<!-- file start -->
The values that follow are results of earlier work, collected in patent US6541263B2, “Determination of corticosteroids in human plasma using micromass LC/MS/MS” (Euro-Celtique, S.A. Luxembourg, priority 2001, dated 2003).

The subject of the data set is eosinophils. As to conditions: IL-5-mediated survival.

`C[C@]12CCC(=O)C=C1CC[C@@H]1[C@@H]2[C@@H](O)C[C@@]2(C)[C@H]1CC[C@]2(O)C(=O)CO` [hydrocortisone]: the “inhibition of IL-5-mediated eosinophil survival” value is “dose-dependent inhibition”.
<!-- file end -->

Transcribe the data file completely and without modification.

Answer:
The values that follow are results of earlier work, collected in patent US6541263B2, “Determination of corticosteroids in human plasma using micromass LC/MS/MS” (Euro-Celtique, S.A. Luxembourg, priority 2001, dated 2003).

The subject of the data set is eosinophils. As to conditions: IL-5-mediated survival.

`C[C@]12CCC(=O)C=C1CC[C@@H]1[C@@H]2[C@@H](O)C[C@@]2(C)[C@H]1CC[C@]2(O)C(=O)CO` [hydrocortisone]: the “inhibition of IL-5-mediated eosinophil survival” value is “dose-dependent inhibition”.